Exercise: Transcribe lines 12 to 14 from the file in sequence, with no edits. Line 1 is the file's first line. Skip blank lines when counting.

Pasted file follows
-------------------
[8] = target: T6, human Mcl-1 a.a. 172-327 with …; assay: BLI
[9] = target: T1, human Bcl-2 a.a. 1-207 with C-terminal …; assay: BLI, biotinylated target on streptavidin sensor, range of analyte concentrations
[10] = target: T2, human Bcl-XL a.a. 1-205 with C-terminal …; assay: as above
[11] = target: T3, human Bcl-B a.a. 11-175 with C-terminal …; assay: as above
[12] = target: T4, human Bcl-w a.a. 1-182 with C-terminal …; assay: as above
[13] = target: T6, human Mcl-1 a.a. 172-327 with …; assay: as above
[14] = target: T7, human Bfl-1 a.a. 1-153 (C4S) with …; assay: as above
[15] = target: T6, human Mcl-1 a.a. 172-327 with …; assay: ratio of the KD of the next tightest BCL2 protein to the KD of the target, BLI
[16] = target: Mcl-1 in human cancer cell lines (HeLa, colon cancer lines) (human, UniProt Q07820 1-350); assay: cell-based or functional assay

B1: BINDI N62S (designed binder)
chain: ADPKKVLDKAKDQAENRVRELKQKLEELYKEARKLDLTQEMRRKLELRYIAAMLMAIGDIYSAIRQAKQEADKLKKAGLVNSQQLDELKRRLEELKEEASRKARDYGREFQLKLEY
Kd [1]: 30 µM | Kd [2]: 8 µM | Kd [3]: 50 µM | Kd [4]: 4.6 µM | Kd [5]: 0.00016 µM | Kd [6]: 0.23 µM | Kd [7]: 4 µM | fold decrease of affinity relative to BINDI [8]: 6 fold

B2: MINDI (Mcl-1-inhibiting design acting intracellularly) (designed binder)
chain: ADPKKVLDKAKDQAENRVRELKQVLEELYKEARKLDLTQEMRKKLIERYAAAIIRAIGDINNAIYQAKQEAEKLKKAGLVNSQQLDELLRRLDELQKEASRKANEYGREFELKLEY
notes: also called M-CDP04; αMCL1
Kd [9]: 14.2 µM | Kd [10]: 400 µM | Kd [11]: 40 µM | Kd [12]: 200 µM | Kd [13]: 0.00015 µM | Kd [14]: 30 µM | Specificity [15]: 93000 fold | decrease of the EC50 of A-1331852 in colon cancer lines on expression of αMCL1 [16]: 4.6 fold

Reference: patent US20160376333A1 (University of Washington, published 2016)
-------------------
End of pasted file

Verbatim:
Kd [1]: 30 µM | Kd [2]: 8 µM | Kd [3]: 50 µM | Kd [4]: 4.6 µM | Kd [5]: 0.00016 µM | Kd [6]: 0.23 µM | Kd [7]: 4 µM | fold decrease of affinity relative to BINDI [8]: 6 fold

B2: MINDI (Mcl-1-inhibiting design acting intracellularly) (designed binder)
chain: ADPKKVLDKAKDQAENRVRELKQVLEELYKEARKLDLTQEMRKKLIERYAAAIIRAIGDINNAIYQAKQEAEKLKKAGLVNSQQLDELLRRLDELQKEASRKANEYGREFELKLEY